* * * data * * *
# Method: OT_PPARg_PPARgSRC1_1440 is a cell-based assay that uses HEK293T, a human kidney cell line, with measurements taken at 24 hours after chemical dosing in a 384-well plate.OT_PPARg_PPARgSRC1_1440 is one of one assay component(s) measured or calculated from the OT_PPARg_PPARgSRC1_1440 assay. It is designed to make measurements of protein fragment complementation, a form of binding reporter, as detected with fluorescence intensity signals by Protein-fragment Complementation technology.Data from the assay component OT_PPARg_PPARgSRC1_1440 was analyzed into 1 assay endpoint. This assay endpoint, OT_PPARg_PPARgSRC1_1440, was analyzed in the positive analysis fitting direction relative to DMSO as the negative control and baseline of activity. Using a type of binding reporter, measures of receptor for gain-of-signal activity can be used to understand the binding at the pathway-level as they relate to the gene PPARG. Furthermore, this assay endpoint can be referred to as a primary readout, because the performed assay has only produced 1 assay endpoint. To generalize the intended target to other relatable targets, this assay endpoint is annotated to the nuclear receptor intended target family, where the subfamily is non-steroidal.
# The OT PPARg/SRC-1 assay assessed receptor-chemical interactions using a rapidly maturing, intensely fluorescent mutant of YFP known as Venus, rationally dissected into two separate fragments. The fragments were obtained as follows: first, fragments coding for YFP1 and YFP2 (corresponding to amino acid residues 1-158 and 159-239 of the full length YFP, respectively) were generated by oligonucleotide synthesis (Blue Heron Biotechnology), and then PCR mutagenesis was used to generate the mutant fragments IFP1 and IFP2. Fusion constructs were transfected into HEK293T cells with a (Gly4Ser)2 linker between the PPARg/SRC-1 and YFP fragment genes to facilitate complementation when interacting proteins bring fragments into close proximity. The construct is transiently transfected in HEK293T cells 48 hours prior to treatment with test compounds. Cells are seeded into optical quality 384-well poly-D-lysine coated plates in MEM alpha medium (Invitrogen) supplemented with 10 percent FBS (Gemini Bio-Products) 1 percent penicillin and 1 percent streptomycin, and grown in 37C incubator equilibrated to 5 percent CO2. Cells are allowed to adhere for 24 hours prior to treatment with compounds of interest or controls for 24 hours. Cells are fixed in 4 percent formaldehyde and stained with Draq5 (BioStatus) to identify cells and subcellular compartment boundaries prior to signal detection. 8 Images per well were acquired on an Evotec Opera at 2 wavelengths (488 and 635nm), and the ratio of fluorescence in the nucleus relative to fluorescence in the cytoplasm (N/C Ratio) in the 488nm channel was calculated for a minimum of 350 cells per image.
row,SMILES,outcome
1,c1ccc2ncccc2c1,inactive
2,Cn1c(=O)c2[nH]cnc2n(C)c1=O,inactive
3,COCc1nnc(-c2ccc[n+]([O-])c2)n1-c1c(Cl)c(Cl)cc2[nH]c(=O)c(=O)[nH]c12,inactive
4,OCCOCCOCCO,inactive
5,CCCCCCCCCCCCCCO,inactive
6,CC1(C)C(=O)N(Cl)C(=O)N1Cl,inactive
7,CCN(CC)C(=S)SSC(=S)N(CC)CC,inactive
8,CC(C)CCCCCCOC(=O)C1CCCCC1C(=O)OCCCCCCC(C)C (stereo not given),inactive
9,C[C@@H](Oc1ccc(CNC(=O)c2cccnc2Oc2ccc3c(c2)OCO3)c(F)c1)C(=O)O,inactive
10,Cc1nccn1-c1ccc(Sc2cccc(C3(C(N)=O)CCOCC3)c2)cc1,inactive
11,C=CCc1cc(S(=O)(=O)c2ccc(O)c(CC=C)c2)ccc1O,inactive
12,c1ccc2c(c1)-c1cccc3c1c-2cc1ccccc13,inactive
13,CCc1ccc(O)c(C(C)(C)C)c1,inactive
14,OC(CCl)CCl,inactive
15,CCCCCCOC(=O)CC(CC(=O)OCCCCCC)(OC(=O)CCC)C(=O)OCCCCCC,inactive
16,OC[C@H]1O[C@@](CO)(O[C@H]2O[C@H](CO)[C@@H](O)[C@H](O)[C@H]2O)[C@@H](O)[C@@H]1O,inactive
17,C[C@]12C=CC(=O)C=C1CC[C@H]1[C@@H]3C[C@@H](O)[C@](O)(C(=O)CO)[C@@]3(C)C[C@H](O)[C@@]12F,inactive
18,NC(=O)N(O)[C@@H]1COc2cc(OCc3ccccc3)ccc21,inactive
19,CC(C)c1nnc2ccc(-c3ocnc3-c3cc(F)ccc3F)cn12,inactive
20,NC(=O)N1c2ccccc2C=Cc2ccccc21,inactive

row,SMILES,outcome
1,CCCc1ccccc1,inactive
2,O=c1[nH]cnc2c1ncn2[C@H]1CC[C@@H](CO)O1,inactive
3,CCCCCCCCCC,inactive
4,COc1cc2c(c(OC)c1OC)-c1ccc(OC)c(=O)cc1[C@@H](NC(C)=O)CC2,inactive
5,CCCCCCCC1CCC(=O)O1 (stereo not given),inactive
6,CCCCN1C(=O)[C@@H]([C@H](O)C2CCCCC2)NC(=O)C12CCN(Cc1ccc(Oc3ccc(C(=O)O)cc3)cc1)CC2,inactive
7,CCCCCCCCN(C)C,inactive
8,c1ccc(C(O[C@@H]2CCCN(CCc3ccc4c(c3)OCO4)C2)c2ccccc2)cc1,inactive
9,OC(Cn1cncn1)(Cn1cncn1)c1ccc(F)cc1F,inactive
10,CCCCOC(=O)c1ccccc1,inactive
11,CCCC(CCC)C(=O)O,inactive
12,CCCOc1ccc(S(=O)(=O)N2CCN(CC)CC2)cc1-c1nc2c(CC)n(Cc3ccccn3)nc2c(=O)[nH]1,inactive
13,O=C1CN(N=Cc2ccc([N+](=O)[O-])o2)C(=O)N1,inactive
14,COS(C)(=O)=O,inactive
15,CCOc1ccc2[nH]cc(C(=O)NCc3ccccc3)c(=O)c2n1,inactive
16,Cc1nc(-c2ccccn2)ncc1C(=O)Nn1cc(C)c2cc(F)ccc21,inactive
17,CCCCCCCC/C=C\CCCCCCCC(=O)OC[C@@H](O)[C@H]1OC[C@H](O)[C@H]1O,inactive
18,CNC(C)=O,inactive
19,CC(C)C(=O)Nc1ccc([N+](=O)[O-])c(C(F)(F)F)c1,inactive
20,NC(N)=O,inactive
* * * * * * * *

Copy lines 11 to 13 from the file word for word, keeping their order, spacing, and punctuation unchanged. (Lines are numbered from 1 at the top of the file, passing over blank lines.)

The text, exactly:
8,CC(C)CCCCCCOC(=O)C1CCCCC1C(=O)OCCCCCCC(C)C (stereo not given),inactive
9,C[C@@H](Oc1ccc(CNC(=O)c2cccnc2Oc2ccc3c(c2)OCO3)c(F)c1)C(=O)O,inactive
10,Cc1nccn1-c1ccc(Sc2cccc(C3(C(N)=O)CCOCC3)c2)cc1,inactive